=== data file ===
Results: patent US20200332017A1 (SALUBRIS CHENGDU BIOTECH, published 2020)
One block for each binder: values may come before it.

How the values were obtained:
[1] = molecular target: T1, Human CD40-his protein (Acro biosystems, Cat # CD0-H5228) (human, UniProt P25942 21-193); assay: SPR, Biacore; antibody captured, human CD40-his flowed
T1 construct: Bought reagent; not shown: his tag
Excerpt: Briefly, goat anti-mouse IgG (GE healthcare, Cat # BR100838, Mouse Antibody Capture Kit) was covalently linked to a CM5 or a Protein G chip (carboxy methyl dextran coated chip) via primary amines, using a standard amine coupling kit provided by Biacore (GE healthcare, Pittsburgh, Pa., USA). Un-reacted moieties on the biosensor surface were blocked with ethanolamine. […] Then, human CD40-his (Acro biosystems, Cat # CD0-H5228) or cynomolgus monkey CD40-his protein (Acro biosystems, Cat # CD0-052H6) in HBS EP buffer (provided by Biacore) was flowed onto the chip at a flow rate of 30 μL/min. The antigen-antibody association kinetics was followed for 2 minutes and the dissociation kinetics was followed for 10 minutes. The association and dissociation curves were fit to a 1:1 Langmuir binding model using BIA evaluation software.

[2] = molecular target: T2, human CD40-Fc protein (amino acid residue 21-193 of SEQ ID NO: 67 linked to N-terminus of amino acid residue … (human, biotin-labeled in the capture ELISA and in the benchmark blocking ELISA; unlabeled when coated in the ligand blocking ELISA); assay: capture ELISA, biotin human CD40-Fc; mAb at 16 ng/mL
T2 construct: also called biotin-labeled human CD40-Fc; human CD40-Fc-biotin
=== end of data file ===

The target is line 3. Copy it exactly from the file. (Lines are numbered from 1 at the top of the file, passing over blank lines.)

How the values were obtained: